I have two related reactions to the Eliot Spitzer story. First, it seems to me that we have to expect this sort of thing when we ban conduct like prostitution but tolerate upscale call-girl networks like the one Spitzer apparently used. This is a classic instance of American-style law enforcement of morals crimes: rich offenders live by more lenient rules than poor ones. That kind of cultural “reform” program promotes little save for cynicism among the poor and hypocrisy among the rich. The opposite kind of class discrimination—target offenders like Spitzer, and leave street hookers and their customers alone—might work better, but human character being what it is, that kind of trickle-down law enforcement is politically inconceivable.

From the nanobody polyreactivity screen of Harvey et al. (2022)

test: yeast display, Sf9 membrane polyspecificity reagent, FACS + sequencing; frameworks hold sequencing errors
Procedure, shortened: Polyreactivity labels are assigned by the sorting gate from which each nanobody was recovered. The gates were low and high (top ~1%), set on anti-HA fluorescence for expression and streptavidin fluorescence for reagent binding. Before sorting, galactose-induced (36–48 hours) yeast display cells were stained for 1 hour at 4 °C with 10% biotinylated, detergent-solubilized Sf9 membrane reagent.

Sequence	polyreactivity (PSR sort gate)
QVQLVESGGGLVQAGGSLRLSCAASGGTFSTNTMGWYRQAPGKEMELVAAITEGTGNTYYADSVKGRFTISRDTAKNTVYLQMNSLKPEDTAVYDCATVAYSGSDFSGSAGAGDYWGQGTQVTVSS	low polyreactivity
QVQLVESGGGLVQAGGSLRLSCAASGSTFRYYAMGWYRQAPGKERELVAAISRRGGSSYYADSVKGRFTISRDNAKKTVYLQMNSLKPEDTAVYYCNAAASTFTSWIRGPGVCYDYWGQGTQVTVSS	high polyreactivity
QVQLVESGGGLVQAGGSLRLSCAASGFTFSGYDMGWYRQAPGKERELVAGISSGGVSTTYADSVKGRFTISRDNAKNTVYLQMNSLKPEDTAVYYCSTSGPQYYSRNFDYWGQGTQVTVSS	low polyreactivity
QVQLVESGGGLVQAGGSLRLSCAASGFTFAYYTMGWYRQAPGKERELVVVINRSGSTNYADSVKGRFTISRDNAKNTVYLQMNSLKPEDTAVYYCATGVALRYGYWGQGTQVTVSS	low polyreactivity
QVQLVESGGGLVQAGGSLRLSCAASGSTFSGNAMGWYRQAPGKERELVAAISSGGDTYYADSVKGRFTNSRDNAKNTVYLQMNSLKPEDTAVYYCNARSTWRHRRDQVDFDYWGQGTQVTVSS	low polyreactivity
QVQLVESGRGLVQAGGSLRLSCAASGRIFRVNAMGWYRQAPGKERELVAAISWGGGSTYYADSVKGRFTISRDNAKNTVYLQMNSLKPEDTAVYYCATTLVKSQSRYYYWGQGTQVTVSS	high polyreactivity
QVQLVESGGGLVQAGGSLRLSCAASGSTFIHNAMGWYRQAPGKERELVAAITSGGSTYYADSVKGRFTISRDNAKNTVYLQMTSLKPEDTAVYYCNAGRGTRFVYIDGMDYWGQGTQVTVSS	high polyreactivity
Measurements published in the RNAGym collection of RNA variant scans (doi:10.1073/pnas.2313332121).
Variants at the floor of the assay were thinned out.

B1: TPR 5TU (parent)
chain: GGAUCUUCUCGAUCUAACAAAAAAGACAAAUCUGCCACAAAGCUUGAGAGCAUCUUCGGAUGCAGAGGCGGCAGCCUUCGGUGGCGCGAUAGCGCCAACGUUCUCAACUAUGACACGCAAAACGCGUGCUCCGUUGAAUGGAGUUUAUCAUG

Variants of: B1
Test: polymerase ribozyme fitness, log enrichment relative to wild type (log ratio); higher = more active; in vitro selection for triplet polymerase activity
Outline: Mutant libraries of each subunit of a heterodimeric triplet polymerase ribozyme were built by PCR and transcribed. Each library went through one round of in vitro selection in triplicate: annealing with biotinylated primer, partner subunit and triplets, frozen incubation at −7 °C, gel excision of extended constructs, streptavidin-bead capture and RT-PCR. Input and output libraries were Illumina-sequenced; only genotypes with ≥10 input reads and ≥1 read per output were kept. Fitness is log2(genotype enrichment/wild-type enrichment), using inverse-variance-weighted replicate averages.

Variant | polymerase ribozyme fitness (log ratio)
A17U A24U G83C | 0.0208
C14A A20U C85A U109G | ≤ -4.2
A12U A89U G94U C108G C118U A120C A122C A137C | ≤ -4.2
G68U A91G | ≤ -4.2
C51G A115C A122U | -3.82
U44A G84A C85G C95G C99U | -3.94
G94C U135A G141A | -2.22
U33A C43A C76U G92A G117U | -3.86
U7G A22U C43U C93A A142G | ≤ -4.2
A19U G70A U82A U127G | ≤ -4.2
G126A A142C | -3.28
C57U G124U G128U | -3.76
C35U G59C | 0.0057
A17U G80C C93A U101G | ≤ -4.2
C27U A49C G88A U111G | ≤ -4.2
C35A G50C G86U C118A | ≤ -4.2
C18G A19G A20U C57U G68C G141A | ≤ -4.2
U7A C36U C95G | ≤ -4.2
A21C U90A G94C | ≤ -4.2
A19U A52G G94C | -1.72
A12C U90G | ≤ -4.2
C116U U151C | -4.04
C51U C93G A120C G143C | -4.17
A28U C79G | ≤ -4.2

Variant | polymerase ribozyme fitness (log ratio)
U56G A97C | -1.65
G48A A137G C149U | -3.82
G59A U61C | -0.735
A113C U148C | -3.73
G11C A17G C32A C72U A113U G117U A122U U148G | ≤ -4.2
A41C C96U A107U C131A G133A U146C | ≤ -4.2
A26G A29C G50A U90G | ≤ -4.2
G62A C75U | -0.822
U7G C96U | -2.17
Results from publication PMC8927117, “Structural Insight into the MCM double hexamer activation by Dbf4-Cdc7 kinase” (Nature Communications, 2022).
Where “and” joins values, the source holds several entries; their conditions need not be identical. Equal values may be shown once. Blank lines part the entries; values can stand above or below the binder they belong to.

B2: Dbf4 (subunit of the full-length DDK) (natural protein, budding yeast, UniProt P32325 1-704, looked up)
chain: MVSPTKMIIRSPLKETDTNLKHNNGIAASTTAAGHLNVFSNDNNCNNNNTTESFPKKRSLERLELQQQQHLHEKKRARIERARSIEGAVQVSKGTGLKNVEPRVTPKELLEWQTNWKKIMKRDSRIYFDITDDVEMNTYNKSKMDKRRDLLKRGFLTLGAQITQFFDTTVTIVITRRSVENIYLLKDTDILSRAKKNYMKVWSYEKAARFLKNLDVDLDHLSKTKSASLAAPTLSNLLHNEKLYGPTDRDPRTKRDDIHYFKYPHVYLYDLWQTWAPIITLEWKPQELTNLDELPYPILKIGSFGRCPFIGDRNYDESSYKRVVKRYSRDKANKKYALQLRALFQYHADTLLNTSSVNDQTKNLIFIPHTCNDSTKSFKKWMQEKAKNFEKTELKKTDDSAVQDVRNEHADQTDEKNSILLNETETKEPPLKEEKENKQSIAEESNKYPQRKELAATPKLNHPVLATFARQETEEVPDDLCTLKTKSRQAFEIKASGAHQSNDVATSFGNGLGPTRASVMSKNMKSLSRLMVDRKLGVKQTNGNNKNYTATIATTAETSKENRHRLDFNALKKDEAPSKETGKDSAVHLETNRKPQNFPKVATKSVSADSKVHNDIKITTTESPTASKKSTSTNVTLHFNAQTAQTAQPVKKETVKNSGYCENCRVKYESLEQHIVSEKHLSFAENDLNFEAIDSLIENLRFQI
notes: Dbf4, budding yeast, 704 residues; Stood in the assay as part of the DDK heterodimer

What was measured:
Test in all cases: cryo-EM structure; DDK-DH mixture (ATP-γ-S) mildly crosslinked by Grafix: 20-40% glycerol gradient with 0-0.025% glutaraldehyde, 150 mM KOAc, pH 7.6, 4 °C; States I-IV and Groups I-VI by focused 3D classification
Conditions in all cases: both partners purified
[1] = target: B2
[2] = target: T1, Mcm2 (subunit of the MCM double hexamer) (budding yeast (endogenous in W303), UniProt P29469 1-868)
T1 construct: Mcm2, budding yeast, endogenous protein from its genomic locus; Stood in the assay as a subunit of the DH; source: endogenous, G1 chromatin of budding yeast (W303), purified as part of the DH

Which leads to the second reaction: Better to legalize the relevant behavior than to have legal bans that are enforced in heavily class-biased ways. The occasional upper-class scandal like the Spitzer case serves only to fool the public: we think there is actually one law for the rich and for the poor. It isn’t so. Unless and until we are prepared to punish poor street hookers and rich “escorts” equally, we should abandon the fiction of prostitution bans. The sexual culture won’t be reformed by unenforced—or discriminatorily enforced—laws.